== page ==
How Cameron Diaz struck a deal that ended up earning her double the production budget of a movie, thanks to a very calculated risk.

Costing a mere $20m to make, 2011’s Bad Teacher I’d argue isn’t a particularly memorable film. As much as I try and write about movies I quite like, when I walked out of the cinema having watched it the first time, I had little inclination to go back for a second viewing. Not terrible, just very forgettable.

If anything, one of the things it’s most notable for is what the creatives would go on to do after it. Director Jake Kasdan would reboot the Jumanji franchise, with two very well received films and counting. Meanwhile, writers Lee Eisenberg and Gene Stupnitsky – having enjoyed success as part of the writing team on The Office – would come close to doing Ghostbusters III and also penned the underappreciated comedy Good Boys. It’s worth noting too that Bad Teacher was a project that gained them extra exposure by appearing on the 2008 Black List of the best unproduced screenplays in Hollywood.

But until recently, what I wasn’t aware of was the story of a stunning piece of negotiation on behalf of Cameron Diaz and her reps that ultimately earned her a whopper of a payday. Especially for a film that, on paper, was really quite a modest one. The film would earn its star, in the end, double its actual production budget.

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I’ve always felt that Cameron Diaz is a hell of a comedy actor. From her breakthrough in The Mask and box office dominance with There’s Something About Mary, she’s got an ability to lead a movie, and also to elevate material. I liked too she was willing to look for edgier stuff. The Last Supper I think is a terrific, overlooked 90s indie film, and Being John Malkovich was as bold a gamble as any around the time. She was seeking out interesting dramatic material like that long before she landed on the radar of Oliver Stone, Ridley Scott and Martin Scorsese.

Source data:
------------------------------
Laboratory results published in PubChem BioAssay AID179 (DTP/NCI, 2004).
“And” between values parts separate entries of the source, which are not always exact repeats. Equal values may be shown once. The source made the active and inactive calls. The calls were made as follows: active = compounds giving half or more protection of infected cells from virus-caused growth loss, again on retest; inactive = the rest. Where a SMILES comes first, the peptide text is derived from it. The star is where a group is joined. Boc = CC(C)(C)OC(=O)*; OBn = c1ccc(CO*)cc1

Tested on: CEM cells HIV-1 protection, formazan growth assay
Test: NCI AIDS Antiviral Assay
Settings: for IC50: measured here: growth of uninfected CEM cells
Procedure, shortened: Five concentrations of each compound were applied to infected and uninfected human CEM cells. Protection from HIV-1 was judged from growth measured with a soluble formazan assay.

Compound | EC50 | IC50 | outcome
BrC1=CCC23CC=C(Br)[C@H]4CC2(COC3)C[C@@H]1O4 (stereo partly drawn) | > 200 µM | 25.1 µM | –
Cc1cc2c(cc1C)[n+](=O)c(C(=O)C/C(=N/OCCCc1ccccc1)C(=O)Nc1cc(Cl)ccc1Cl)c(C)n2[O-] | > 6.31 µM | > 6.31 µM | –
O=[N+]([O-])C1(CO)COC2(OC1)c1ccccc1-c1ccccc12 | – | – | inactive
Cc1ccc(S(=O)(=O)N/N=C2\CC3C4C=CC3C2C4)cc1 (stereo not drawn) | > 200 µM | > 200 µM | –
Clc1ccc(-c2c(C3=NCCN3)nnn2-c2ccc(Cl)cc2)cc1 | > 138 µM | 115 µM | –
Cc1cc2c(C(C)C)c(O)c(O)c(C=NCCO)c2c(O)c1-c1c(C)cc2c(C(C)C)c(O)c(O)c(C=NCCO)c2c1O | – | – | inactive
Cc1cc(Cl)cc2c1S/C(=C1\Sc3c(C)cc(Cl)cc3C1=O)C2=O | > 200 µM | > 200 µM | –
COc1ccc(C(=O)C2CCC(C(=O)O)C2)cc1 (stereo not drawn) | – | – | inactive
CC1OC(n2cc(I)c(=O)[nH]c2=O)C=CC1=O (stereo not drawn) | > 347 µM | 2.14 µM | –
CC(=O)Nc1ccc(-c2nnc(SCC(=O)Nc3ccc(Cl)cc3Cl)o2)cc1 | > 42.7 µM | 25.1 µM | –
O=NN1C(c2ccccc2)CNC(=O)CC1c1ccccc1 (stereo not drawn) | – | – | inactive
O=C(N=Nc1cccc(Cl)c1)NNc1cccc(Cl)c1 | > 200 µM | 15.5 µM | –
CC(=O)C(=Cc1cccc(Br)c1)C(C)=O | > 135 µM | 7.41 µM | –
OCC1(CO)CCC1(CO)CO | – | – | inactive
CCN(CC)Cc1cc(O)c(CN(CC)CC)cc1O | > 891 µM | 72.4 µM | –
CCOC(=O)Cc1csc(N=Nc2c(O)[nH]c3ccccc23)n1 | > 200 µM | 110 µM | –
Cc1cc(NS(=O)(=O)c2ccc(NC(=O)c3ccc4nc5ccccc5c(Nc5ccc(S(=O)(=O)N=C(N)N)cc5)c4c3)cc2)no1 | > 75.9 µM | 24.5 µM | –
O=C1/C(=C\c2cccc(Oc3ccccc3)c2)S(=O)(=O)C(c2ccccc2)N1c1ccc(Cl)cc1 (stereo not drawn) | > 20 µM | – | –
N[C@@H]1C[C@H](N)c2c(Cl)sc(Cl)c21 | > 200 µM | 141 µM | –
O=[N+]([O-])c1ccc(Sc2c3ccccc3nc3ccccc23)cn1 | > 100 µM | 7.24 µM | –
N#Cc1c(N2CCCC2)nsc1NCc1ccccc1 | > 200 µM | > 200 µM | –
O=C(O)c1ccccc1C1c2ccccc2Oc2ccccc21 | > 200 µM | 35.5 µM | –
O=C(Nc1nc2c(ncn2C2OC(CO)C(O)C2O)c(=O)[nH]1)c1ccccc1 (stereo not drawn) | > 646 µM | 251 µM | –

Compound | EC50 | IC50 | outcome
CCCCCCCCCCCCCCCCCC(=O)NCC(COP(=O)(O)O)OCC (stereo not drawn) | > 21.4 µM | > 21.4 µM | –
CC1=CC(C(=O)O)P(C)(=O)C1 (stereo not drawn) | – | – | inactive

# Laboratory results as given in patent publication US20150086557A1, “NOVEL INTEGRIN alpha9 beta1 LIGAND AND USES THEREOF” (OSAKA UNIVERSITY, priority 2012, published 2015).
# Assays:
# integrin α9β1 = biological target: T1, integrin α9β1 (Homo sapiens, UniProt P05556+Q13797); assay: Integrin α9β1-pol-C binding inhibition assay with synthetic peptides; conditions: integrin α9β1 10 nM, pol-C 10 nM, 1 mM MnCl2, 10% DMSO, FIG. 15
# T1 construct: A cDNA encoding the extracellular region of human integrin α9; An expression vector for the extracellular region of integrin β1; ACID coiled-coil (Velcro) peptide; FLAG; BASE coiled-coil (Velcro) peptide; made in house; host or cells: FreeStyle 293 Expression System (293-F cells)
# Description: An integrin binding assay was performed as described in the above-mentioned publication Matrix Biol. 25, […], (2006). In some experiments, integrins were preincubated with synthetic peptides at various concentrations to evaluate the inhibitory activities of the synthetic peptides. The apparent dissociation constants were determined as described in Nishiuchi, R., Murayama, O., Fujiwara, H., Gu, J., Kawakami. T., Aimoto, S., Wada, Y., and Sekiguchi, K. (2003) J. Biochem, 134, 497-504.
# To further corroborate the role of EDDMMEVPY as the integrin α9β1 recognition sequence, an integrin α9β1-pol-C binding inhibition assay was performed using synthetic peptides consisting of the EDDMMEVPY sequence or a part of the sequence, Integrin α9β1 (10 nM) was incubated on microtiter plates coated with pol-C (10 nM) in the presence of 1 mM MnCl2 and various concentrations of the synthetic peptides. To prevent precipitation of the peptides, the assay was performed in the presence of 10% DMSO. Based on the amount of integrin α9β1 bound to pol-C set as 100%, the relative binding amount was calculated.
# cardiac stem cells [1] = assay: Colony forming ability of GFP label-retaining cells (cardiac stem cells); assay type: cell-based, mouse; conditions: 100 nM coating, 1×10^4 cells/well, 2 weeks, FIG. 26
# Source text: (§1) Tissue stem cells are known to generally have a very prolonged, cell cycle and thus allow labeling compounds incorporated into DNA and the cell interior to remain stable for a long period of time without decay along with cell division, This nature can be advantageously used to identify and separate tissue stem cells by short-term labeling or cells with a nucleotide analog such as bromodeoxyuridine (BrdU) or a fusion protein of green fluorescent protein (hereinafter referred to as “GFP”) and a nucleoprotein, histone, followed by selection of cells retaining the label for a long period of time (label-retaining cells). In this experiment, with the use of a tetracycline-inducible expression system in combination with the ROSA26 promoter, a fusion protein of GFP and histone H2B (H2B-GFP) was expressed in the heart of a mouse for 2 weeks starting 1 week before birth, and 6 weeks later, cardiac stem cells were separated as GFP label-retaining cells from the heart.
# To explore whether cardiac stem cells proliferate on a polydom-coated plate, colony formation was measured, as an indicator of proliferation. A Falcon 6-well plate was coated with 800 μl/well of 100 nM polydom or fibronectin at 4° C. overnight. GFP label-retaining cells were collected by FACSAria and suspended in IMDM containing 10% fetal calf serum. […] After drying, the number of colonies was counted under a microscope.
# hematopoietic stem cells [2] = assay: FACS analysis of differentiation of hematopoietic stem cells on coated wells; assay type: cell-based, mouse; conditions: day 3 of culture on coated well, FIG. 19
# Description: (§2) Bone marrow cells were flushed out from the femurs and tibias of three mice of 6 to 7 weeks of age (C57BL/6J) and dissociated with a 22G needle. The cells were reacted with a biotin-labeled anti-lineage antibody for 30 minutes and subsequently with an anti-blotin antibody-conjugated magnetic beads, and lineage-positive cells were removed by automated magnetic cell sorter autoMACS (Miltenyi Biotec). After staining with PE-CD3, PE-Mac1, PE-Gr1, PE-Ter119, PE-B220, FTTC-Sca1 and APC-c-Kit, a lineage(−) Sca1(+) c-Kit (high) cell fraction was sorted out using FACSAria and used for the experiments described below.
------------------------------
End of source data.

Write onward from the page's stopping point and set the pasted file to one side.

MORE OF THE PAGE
But also, comedy was her home turf, and the Bad Teacher project seemed suited for her strong comedic talents. The film had been in gestation before she committed to it, and on the surface, the deal she struck was a cheap one. She’d make the film for an upfront salary of $1m – a lot of money to you and me, but far below the movie star scale of the time. In the 90s after all, $15-20m salaries were being thrown around. Even in the more frugal early 2000s, Tom Cruise, Keanu Reeves, Harrison Ford, Jim Carrey et al were banking sometimes $30m+ for movie projects.

Diaz never quite broke into that bracket off the back of an up-front fee. In fact, no female performer did. But instead, what she achieved with Bad Teacher was regarded for a good period of time as a legendary deal in Hollywood circles. Because she did the age-old trick of lowering her up-front rate in exchange for a higher proportion of the back end. It got her into the project quickly, and it made her incredibly wealthy when the film then overperformed at the box office.